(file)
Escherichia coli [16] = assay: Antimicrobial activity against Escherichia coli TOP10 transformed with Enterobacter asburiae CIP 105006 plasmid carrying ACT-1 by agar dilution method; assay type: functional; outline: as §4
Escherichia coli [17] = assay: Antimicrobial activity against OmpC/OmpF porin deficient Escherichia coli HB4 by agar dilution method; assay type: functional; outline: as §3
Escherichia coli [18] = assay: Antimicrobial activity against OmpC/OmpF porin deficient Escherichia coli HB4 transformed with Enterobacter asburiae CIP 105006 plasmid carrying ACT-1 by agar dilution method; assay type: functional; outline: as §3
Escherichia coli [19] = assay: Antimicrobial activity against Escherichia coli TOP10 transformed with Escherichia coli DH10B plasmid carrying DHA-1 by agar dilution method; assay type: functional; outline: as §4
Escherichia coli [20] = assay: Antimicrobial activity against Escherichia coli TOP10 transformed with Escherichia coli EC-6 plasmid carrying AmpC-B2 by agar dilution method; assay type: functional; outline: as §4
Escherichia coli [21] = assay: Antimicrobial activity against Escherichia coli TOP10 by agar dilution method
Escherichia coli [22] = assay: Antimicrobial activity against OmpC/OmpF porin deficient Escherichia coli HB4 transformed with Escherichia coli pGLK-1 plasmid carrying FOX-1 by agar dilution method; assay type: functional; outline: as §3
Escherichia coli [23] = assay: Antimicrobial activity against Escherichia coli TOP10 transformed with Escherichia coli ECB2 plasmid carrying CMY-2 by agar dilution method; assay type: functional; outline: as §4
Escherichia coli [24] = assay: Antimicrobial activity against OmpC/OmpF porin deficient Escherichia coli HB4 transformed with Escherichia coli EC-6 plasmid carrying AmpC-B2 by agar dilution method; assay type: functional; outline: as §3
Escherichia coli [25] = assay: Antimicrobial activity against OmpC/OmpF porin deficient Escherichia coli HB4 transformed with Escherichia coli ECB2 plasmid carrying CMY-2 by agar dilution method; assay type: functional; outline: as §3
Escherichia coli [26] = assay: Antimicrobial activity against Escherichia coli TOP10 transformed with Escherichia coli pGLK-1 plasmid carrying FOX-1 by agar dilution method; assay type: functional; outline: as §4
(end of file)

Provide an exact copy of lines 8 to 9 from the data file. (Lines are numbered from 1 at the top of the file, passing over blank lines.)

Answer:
Escherichia coli [23] = assay: Antimicrobial activity against Escherichia coli TOP10 transformed with Escherichia coli ECB2 plasmid carrying CMY-2 by agar dilution method; assay type: functional; outline: as §4
Escherichia coli [24] = assay: Antimicrobial activity against OmpC/OmpF porin deficient Escherichia coli HB4 transformed with Escherichia coli EC-6 plasmid carrying AmpC-B2 by agar dilution method; assay type: functional; outline: as §3